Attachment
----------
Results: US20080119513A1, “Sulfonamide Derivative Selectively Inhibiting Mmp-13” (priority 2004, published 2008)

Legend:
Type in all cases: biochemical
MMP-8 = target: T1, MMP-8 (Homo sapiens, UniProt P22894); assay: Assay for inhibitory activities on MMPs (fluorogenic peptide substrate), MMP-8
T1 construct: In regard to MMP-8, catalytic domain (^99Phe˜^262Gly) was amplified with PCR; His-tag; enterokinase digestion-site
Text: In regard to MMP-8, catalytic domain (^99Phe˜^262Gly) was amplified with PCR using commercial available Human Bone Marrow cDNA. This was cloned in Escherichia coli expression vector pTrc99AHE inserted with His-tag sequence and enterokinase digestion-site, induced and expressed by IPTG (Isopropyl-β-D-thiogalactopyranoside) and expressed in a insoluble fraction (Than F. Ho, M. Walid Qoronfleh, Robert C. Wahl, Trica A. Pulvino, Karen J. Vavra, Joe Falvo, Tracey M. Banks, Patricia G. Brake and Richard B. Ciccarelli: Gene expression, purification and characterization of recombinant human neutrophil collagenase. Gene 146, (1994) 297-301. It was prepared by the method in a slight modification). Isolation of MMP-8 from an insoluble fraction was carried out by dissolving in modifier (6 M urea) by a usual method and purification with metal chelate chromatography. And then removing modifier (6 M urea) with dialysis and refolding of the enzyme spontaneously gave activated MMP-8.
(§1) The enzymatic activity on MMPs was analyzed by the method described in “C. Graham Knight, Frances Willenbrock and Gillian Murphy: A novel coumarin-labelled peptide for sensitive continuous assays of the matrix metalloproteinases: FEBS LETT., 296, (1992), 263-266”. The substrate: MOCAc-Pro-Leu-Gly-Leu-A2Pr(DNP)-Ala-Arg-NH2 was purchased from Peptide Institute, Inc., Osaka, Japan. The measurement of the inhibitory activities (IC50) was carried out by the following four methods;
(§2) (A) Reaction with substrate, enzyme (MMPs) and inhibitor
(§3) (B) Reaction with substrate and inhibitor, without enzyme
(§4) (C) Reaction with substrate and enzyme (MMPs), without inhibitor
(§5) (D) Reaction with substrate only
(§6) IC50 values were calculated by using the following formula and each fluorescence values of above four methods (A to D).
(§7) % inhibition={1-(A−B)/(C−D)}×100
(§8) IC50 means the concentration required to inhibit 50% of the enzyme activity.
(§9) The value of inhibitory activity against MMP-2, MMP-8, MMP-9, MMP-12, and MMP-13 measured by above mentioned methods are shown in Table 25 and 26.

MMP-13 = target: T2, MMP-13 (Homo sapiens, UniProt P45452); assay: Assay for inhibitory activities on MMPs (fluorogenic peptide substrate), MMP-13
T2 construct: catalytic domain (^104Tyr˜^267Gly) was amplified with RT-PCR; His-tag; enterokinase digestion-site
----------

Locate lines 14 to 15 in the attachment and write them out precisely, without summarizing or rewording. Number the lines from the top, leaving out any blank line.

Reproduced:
(§8) IC50 means the concentration required to inhibit 50% of the enzyme activity.
(§9) The value of inhibitory activity against MMP-2, MMP-8, MMP-9, MMP-12, and MMP-13 measured by above mentioned methods are shown in Table 25 and 26.